The typical person in North America ingests about 100,000 granules of microplastic every year, much of it leaching from the plastic bottles we chug our sodas, water, and energy drinks from, a study by biologists in British Columbia found (“Drinking the Bottle Along With the Water,” 10 Jul 2019).
Those bits lodge in the body and science has yet to determine what effects they have. Regardless, we’re probably better off without them: microplastics contain a range of industrial chemicals, some of which are known to be harmful.
Now scientists at Trinity College Dublin have found a fix: tap water.
According to their research, ordinary tap water contains a variety of minerals and trace elements that coat the insides of plastic vessels such bottles and kettles, laying a protective seal that, over time, builds up to keep plastic from degrading into the beverage.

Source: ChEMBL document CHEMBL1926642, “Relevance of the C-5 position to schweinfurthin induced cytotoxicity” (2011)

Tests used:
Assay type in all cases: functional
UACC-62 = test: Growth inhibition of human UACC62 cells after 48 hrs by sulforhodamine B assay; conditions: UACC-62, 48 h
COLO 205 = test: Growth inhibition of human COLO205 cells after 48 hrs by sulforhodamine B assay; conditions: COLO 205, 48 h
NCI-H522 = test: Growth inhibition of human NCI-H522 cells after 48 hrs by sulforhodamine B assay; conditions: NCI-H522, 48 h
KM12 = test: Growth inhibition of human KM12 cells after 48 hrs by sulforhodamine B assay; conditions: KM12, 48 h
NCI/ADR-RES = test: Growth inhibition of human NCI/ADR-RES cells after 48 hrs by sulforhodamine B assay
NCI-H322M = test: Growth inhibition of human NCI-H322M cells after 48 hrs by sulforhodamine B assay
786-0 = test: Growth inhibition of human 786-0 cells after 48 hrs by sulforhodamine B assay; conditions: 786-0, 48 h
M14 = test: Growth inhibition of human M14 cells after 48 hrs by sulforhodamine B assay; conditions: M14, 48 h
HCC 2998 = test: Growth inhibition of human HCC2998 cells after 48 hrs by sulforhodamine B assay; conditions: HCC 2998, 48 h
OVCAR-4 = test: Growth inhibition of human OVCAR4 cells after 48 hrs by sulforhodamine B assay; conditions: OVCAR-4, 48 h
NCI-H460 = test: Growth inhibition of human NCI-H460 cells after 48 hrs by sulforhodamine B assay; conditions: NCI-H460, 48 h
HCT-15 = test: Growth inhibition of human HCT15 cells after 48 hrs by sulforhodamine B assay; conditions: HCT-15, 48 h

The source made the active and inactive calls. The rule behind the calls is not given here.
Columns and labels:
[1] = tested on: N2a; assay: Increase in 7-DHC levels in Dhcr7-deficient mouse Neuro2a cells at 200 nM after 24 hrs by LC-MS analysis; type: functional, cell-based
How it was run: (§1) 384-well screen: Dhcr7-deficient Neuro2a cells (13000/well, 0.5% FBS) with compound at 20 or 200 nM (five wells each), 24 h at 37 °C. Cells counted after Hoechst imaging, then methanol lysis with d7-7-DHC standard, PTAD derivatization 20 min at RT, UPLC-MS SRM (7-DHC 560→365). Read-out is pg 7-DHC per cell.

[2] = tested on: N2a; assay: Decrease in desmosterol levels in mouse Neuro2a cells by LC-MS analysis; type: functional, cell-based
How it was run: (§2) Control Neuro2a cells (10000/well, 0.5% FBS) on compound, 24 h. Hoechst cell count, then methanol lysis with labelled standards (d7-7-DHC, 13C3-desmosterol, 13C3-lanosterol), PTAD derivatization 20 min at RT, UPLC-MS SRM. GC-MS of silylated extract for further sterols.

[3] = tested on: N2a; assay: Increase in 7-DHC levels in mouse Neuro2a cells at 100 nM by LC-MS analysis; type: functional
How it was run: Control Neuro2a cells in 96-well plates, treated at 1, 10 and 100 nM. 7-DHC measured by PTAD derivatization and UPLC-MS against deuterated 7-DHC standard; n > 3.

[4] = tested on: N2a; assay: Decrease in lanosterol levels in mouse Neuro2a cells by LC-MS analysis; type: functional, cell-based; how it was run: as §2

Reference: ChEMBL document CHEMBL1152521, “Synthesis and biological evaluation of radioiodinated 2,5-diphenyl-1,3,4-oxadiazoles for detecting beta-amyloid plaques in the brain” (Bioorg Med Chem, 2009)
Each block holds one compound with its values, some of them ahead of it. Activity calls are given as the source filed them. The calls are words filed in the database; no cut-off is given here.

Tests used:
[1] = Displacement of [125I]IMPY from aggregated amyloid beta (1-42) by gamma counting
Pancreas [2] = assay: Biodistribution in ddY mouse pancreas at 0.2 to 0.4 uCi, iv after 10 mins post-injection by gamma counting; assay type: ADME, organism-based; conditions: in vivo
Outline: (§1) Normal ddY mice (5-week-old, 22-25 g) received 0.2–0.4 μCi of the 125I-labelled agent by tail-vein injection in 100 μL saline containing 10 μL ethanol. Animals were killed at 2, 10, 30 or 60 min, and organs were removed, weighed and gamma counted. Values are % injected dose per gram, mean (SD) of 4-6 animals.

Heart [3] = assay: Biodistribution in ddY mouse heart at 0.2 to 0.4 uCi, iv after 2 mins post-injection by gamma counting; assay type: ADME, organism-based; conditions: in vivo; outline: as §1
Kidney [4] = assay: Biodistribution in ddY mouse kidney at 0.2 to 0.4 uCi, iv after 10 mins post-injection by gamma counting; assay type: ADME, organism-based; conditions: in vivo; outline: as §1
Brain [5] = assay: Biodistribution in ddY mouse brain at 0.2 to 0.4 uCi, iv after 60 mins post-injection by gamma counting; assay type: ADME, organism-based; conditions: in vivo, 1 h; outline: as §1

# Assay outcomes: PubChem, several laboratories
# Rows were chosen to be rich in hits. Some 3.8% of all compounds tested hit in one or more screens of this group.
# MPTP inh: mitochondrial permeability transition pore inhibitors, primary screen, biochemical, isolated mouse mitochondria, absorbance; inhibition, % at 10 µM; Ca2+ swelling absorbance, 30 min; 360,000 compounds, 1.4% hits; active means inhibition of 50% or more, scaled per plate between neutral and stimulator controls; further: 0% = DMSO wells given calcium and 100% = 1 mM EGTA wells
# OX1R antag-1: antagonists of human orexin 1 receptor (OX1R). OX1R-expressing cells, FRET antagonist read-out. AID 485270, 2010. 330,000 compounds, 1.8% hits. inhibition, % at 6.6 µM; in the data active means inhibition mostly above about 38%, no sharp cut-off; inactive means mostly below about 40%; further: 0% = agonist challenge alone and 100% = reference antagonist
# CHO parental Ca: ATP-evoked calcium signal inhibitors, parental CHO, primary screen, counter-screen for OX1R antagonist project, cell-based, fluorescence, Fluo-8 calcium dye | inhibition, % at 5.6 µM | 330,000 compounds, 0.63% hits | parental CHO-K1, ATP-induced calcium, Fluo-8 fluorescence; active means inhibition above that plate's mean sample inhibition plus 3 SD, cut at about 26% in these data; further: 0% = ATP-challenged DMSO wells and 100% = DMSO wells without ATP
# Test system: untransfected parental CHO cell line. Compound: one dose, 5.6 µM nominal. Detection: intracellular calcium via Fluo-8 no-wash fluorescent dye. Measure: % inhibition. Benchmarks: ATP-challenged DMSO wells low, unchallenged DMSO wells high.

Past investigations missed the mitigating effects of tap water because they used only purified water, which lacks the array of minerals that tap water contains, the Dublin team said.
TRENDPOST: Now that scientists have identified the composition of the protective coating, it can be manufactured and added to plastic bottles and food storage containers to keep microplastics out of the things we ingest. 

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